The history of cinema has known many great adaptations of the works of William Shakespeare. 1948 brought us the big screen version of Hamlet; 1968 brought us Romeo and Juliet; 1989 gave us Henry V; and now, it is time for us to welcome the latest great Shakespearean feature film, that most definitely deserves to be given as much popularity as the mentioned adaptions of the past – 2011’s Coriolanus!
The first (and possibly only) big screen adaptation of this lesser known play, the film tells the story of Caius Martius Coriolanus (Ralph Fiennes), a revered and feared Roman General that is at odds with the city of Rome and his fellow citizens. Pushed by his controlling and ambitious mother Volumnia (Vanessa Redgrave) to seek the exalted and powerful position of Consul, he is loath to ingratiate himself with the masses whose votes he needs in order to secure the office. When the public refuses to support him, Coriolanus’s anger prompts a riot that culminates in his expulsion from Rome. The banished hero then allies himself with his sworn enemy Tullus Aufidius (Gerard Butler) to take his revenge on the city.
No words accurately express how brilliant this flick is. From start to finish, it is a five-star epic filled with five-star direction (from someone who, during production, had never directed a movie before), five-star scripting, five-star production design, and five-star performances from a five-star cast, all set around morals, themes and political issues that couldn’t have been discussed at a more appropriate time.
My biggest praise has got to go to the driving force behind this project: John Logan – the film’s screenwriter/adaptor (well, one of the driving forces at least. The idea for this screen adaptation of the play was the brainchild of Ralph Fiennes himself)! Long before I even knew of this film’s existence, I already knew how great a screenwriter John Logan was. Many will agree with me when I say that Mister Logan is perhaps one of the greatest and most influential script writers in the business! With a CV that includes RKO 281 (1999), Gladiator (Gladiator), The Aviator (2004), The Last Samurai (2003), Sweeney Todd (2007), Hugo (2011), Rango (2011) and Skyfall (2012), you know that you are going to see good quality cinema once his name flashes on to the screen.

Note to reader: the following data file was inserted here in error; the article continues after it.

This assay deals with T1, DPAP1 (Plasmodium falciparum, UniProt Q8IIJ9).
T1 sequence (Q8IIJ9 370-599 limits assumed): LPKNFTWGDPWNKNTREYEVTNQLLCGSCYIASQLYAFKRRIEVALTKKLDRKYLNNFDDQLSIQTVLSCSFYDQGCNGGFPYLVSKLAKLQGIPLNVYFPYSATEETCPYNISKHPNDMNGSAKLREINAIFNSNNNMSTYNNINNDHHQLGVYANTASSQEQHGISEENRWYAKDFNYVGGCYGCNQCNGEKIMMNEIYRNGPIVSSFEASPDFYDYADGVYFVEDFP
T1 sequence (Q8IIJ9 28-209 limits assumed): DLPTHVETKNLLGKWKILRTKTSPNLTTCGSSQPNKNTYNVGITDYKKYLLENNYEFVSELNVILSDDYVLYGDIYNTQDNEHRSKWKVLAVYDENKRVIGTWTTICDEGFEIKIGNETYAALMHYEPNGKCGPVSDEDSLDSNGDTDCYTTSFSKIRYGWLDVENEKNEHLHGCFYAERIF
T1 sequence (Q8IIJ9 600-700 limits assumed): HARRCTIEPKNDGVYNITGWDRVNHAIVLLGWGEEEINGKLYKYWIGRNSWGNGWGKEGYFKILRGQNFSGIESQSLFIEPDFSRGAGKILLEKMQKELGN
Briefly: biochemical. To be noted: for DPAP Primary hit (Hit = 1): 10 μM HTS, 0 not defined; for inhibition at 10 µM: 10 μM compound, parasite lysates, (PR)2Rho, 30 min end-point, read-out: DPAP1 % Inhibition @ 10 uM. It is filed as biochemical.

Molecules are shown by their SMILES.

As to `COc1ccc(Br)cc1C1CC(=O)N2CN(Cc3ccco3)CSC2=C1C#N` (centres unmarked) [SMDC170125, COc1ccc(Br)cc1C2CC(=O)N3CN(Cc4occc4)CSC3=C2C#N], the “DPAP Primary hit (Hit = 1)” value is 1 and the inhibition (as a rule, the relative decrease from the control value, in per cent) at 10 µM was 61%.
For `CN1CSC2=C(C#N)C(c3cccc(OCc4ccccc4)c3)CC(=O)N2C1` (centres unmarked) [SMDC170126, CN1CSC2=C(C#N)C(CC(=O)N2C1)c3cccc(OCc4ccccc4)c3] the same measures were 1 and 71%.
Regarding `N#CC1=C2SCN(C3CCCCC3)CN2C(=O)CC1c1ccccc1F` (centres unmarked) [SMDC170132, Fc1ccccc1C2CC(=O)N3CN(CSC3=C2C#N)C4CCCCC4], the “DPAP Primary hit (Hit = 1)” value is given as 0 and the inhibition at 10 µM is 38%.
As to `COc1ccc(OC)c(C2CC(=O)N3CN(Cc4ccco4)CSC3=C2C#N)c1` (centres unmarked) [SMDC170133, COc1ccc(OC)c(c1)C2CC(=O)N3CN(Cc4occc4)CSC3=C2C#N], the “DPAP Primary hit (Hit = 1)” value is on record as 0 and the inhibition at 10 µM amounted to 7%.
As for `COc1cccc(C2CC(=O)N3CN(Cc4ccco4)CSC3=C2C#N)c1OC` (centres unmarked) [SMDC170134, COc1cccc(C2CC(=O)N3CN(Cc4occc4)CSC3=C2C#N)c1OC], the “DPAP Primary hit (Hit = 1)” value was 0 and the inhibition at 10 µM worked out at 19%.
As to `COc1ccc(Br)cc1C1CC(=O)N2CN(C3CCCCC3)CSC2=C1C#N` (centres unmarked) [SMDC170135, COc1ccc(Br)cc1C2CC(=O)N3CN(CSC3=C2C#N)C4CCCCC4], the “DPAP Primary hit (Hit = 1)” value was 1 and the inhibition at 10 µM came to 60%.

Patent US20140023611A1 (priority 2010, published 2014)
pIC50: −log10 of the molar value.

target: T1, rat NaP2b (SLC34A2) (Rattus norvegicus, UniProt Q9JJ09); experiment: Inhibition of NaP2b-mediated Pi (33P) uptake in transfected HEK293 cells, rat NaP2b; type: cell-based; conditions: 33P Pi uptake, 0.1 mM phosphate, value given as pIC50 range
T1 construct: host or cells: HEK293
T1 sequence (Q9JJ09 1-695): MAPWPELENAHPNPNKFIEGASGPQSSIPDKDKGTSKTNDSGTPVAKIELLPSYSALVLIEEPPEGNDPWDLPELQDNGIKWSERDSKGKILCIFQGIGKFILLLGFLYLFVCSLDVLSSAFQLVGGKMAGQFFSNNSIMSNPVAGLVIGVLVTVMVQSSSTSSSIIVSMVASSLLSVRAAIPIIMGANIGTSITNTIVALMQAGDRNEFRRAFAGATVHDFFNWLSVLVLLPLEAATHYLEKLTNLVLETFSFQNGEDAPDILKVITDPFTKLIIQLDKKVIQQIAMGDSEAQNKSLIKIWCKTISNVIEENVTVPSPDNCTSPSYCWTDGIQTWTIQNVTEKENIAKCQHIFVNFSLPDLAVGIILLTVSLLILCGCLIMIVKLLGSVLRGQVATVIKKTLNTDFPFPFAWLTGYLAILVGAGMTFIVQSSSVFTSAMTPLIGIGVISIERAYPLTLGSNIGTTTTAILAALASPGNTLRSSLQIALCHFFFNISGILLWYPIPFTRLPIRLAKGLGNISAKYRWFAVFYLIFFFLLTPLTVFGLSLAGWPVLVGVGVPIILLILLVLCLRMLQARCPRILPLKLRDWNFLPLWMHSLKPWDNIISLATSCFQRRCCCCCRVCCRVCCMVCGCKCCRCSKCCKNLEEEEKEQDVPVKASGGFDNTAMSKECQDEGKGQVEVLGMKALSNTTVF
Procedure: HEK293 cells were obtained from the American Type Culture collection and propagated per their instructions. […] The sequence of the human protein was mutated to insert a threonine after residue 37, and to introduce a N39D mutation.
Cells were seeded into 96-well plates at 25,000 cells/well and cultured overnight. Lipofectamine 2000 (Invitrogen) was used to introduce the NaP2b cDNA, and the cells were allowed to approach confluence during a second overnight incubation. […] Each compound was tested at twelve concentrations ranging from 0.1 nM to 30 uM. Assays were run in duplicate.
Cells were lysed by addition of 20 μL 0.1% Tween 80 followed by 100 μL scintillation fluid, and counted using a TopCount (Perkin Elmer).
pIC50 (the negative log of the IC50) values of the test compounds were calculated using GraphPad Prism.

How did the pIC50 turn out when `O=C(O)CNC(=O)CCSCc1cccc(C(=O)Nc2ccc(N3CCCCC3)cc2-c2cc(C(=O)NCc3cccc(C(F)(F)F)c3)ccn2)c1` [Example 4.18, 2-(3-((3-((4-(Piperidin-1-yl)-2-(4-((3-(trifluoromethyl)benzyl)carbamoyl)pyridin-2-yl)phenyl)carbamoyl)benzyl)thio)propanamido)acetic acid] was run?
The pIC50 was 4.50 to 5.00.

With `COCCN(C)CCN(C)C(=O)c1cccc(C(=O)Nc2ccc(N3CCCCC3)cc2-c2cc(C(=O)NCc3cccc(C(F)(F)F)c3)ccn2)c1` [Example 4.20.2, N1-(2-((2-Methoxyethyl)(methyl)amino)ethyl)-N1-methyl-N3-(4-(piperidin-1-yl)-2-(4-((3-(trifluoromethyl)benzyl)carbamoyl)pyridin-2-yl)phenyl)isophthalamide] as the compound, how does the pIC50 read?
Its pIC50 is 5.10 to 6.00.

Coriolanus is certainly a project that he can proudly add to that growing and remarkable list of credits. How he managed to re-work the Bard’s text to fit perfectly within the modern setting is nothing short of genius. John Logan is practically a director’s idle writing partner – and in this project, it really shows! The teaming of a talented and accomplished Shakespearean actor like Ralph Fiennes and an equally talented and accomplished screenwriter like Logan is a match made in heaven!
Coriolanus is a brilliant film that will make you think, and will leave you entertained for hours. Well worth a watch.
Director Kathryn Bigelow decided to offer Jessica Chastain the lead role in Zero Dark Thirty (2012) after Ralph Fiennes showed her a rough cut of this film.